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Litigation update: Sun 1, NetApp 0

According to a blog posted today by Sun’s general counsel Mike Dillon, at least one of the patent-infringment counts is off the table in court, after the US Patent Office (PTO) granted a re-examination request filed by Sun.

With regard to one NetApp patent, the ‘001 patent, the PTO has issued a first action rejecting all the claims of this patent. Based on the positive response we received from the PTO, we asked the trial court to stay a portion of the litigation. Obviously, it doesn’t make sense to go through the expense and time of litigating a patent in court if the PTO is likely to find it invalid. The court agreed with our request and at least one NetApp patent has thus far been removed from the litigation.

NetApp started all this by filing its ZFS lawsuit against Sun with great fanfare last September, but Sun has been the aggressor ever since.  Sun countersued NetApp’s original suit and accused NetApp of violating Sun’s patents.  It tacked on another lawsuit in March alleging patent infringement related to storage management technology NetApp acquired when it bought Onaro in January.

This is the first of six reexamination requests filed by Sun. Dillon said Sun expects to hear more throughout the year.

NetApp refused comment on the latest developments and a survey of NetApp’s many executive blogs hasn’t turned up any further discussion, though some of Dave Hitz’s testimony is now being made available by Sun online.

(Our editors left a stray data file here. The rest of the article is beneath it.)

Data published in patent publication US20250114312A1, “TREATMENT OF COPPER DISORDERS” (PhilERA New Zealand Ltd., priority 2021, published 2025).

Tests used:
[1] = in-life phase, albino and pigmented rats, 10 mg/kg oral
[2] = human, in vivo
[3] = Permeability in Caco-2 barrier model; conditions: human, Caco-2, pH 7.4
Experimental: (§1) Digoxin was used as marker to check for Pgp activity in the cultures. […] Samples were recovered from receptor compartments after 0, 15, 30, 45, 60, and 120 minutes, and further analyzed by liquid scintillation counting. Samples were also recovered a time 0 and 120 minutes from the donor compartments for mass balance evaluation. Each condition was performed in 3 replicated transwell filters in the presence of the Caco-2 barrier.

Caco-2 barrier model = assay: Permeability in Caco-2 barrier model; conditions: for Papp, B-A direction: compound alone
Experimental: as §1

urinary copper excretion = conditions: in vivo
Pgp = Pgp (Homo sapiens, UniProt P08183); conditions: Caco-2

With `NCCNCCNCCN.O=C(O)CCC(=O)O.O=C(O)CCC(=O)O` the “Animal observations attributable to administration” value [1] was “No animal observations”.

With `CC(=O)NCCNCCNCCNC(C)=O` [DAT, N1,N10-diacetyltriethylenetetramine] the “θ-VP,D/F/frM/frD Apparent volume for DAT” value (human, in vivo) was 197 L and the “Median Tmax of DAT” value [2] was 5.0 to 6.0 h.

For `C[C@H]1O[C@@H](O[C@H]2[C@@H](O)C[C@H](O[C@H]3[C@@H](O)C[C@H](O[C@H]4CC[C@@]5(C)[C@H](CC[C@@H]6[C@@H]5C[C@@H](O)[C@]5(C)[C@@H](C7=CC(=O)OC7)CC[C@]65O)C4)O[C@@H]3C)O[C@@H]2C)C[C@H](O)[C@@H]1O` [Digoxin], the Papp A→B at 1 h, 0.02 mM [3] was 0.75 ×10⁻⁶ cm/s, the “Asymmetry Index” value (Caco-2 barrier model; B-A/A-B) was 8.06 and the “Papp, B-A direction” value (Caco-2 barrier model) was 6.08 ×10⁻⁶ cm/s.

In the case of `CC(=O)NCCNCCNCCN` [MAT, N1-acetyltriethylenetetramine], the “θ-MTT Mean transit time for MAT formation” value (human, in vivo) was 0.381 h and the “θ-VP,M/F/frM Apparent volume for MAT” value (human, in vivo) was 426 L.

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Horses#!t. Sun was the aggressor from Day 1, continuing the demands on NetApp that StorageTek had initiated before it was acquired by Sun - culminating in a specific demand for $36.5 million from NetApp to license StorageTek intellectual property (that NetApp denied it was infringing) well before NetApp responded with its suit. Apparently you've been as easily taken in by Sun's propaganda as so much of the rest of the world has been - but as a reporter you really ought to consider yourself a bit more responsible for actually investigating your statements before making them public.
netapp was the first to litigate. the post is about the litigation. hence, i began it with netapp's suit. you are correct that there were discussions that lead to that lawsuit, but as to the nature of those discussions, there are only a few people who really know what happened--and so far, publicly, the facts of those discussions are under dispute.
I'm afraid that your statement "NetApp started all this" seems considerably more general than your explanation above suggests: if your intent was as limited as you claim, then your choice of phrasing was unfortunate. And the letter sent by Sun to NetApp demanding $36.5 million well before the beginning of any court action is, as far as I've seen, under no dispute whatsoever.
well, a less than ideal choice of words is a far cry from being "taken in by Sun propaganda", so let's call us even. :)
Indeed: my apologies for having responded appropriately to what you said, rather than to what you now say you meant.
Litigation in this manner never results favorably for either side. They both need to sit down at the table and hash it out.